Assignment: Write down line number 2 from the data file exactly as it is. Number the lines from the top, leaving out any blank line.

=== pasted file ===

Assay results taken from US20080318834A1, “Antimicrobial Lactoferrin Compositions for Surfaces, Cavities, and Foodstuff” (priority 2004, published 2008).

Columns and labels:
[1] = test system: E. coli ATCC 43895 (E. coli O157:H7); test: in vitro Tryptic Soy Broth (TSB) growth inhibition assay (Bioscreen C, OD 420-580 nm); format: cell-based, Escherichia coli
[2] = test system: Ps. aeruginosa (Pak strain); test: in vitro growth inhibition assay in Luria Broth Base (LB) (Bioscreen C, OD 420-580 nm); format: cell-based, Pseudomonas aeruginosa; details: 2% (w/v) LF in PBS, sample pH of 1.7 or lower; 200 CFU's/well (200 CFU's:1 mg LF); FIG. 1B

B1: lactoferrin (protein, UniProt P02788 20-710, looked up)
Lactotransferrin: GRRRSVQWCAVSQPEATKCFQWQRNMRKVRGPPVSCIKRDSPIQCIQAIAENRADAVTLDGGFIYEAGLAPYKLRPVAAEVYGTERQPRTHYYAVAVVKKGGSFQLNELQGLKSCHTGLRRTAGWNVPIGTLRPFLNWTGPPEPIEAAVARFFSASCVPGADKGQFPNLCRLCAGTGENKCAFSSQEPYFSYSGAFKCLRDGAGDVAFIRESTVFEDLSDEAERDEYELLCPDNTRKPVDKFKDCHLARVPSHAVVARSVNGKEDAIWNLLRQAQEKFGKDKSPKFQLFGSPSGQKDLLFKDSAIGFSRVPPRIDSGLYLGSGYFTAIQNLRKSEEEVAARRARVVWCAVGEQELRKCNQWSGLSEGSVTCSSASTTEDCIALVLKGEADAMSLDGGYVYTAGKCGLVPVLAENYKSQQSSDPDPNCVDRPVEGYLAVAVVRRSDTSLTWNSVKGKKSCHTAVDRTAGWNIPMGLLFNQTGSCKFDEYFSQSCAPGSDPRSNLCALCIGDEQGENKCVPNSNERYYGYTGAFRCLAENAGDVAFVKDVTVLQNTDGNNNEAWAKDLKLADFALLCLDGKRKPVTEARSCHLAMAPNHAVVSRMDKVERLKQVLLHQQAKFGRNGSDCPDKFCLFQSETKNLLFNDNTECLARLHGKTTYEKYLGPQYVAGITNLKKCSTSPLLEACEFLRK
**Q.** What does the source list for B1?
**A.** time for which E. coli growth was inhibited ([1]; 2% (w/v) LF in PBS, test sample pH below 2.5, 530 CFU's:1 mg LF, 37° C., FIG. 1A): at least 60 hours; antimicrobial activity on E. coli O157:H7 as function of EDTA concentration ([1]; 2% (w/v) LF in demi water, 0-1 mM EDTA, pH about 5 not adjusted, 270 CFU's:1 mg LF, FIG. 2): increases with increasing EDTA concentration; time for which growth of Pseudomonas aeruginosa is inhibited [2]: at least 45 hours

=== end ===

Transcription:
Columns and labels: